If your sister is extra sensitive, Archuleta recommends broaching the topic with a general comment. “You could try, ‘I get worried when I see people using their credit card without paying it off every month,’ or ‘I have a friend who got into a lot of credit card debt when she was between jobs, and it was hard for her. How is it going for you?’” she suggests. “The objective is to communicate clearly what’s making you uneasy, without pointing your finger at her.”
Step two: Articulate your own needs. “Boundaries are like a fence,” Archuleta explains. “You could have none at all, which means there’s undefined space — no differentiation between what’s mine and yours. Or you could have a concrete wall, which is extremely rigid — no one comes in or out, and you can’t see through it.” What you want is a happy medium. “Envision the boundary like a picket fence,” says Archuleta. “You can see over it and talk through it, but it’s still a clear line.” You want to maintain control over your own life, and presumably your sister wants control of hers.
Building the fence, especially from scratch, takes more than a cute analogy. The key, says Archuleta, is to describe how your sister’s actions are negatively impacting you (again, with “I” statements). Don’t forget to incorporate your husband’s needs — he’s a mooch victim here, too — and be as specific as possible. There’s no silver bullet that will make your sister go away, but in order for her to want to stick to a solution, she has to know how you feel.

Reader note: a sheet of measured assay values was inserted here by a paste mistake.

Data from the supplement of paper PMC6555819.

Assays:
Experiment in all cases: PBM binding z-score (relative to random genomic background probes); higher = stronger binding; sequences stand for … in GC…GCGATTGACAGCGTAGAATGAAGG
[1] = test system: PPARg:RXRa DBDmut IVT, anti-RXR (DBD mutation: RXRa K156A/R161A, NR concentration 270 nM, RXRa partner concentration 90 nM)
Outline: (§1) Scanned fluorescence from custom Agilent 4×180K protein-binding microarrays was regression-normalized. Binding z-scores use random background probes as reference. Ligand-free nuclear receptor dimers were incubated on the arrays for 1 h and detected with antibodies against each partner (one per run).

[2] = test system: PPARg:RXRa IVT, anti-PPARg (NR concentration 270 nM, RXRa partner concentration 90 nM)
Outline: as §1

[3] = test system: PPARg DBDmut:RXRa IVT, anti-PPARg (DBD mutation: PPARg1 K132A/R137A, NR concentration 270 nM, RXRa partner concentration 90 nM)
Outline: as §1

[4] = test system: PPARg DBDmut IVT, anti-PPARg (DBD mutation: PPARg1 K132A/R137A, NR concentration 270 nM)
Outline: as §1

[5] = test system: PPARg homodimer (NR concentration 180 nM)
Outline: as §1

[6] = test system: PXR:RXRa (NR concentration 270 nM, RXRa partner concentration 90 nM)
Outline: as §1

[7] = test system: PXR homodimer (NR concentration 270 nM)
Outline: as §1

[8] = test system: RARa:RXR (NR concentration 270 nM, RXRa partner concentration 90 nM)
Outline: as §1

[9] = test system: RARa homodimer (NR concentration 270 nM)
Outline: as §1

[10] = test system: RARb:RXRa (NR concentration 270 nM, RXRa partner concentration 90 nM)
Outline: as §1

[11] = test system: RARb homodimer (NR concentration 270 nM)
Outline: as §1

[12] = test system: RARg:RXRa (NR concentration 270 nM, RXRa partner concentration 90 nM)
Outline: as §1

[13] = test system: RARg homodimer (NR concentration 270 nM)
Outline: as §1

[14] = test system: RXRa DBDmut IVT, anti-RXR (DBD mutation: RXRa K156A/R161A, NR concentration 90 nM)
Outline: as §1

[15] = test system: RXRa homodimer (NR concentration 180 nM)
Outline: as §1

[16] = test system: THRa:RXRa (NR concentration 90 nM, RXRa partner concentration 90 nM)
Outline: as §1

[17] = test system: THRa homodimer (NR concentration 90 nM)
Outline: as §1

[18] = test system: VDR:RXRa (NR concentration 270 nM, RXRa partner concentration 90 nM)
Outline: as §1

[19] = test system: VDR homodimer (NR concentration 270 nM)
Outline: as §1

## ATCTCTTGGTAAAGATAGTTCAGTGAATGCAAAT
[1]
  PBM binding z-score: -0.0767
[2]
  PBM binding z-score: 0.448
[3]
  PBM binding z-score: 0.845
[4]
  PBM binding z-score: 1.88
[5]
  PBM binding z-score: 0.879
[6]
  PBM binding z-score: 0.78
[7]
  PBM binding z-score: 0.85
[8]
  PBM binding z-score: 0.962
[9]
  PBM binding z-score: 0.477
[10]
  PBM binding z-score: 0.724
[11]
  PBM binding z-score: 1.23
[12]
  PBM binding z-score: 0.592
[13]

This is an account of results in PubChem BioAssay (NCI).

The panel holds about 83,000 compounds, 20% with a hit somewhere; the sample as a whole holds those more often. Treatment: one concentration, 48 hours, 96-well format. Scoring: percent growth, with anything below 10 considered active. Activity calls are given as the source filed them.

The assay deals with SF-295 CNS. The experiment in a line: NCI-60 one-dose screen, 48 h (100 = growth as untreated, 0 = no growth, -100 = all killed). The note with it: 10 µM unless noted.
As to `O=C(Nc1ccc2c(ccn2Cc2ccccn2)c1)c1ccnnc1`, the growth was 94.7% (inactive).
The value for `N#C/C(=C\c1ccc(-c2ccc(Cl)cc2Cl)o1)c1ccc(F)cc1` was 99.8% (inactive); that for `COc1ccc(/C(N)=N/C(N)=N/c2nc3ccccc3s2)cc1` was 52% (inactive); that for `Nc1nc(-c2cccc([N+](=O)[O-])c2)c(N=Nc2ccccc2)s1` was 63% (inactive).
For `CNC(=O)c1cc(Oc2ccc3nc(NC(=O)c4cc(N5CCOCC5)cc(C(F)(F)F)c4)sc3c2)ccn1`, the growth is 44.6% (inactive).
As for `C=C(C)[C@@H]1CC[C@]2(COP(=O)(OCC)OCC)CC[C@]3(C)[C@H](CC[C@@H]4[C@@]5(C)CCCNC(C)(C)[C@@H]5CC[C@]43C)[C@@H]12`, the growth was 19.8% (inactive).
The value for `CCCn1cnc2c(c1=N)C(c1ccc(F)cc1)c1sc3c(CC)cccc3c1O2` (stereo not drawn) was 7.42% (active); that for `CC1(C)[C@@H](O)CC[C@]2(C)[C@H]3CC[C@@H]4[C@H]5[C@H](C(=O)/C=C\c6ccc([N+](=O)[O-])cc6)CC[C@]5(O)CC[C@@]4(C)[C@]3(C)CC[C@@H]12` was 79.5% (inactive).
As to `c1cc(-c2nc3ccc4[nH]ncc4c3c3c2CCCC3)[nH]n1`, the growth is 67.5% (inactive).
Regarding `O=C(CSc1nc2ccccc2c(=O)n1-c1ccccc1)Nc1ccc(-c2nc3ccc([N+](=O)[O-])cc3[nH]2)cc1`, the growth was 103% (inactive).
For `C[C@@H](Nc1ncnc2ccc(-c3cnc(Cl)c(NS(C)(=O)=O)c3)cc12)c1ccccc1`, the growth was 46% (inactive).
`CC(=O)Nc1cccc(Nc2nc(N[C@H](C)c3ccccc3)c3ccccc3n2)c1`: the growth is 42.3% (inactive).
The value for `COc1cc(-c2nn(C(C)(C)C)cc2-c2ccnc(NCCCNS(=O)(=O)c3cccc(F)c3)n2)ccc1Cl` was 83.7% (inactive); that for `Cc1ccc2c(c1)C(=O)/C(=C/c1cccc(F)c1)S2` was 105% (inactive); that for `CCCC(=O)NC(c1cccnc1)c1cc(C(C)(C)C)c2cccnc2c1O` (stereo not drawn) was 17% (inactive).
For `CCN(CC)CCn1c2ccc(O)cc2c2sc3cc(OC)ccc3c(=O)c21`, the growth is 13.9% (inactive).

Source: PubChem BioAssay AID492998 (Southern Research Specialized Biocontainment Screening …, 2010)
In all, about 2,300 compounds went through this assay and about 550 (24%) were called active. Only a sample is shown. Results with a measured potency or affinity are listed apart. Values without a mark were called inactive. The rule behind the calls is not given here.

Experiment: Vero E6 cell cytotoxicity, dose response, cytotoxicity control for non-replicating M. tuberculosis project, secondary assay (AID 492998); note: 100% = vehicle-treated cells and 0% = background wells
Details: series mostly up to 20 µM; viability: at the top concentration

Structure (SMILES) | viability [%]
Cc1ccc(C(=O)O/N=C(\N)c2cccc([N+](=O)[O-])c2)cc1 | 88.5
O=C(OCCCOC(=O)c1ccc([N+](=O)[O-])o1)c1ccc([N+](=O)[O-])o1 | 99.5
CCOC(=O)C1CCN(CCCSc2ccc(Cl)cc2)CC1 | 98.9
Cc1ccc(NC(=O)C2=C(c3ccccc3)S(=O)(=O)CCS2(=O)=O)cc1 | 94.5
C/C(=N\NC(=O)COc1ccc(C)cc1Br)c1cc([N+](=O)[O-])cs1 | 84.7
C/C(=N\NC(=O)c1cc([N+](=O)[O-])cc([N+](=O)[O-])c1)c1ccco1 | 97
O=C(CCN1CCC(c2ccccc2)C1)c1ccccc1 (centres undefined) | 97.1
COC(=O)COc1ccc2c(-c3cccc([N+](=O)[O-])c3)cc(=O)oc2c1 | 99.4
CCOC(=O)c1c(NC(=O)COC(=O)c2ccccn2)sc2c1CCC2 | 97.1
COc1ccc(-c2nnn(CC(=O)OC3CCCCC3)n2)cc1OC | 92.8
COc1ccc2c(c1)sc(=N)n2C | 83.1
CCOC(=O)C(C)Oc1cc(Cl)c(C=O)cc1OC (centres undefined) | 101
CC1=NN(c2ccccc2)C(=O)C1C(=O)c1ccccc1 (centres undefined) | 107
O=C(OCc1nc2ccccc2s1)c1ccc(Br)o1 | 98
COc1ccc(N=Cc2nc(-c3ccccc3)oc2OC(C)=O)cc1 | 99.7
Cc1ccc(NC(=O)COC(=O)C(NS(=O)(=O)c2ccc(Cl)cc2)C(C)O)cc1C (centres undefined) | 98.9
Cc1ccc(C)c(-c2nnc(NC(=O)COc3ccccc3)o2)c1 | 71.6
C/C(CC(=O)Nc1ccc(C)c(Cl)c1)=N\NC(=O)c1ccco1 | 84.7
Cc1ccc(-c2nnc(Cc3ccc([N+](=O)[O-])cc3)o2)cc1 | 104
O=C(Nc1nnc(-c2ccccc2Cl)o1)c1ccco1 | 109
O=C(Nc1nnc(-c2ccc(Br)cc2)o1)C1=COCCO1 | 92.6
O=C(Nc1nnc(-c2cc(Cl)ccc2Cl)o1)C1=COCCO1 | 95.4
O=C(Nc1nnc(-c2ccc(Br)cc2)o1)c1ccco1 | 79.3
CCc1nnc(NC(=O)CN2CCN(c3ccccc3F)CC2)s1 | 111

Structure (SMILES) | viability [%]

Like you, my friend Andy learned this the hard way: For over a decade, she couldn’t get her sister to repay an old loan.“I didn’t even notice for years,” says Andy. “My sister can be fragile, so I tiptoed around the subject a number of times, and always felt guilty about it. But when I was in grad school, my tuition bills put things in perspective. I realized that I would have been in a much better financial position if she hadn’t taken that money, or had repaid me sooner. And that was how I got her to do it — by telling her exactly what my school cost, when the bills were due, and how much that money from our dad would help me out.”
Still, Andy regrets that she wasn’t more proactive earlier. “I wish I’d been more up front, both with myself and my sister, about how that loan affected me,” she says. “I wish that I had asked for interest on it, and discussed details.” Either way, the process was awkward. “I had to say the same things over and over again, and I know my sister was miffed and probably talked about me behind my back,” she says. “In the end, though, I got what I wanted.”
Now, whenever she deals with money-related issues within her family, she puts it in writing. “My sisters are super disorganized about finances, and if there’s a disagreement later, it’s helpful to have an email to refer to,” she says. “We weren’t taught how to do that growing up. I think a lot of women are encouraged to be giving and nurturing, but when that attitude is applied to money, it can hurt you a lot.”
Many people believe that you should never give loans to loved ones, period. While that’s admirable, it’s just not how most humans behave. One recent survey found that 38 percent of Americans had borrowed money from friends and family in the past year, with the average loan amount being $3,239. Think about it, Sam: If you were charging your sister rent and utilities, the total might be around that much by now.
Reaching a picket-fence-style compromise with your sister will take work and maintenance, and it’s important to pay attention to your gut throughout the process. “Be on alert for your own emotions,” says Archuleta. “When you feel resentful, that’s when things have gone too far.” And your sister doesn’t want that, either.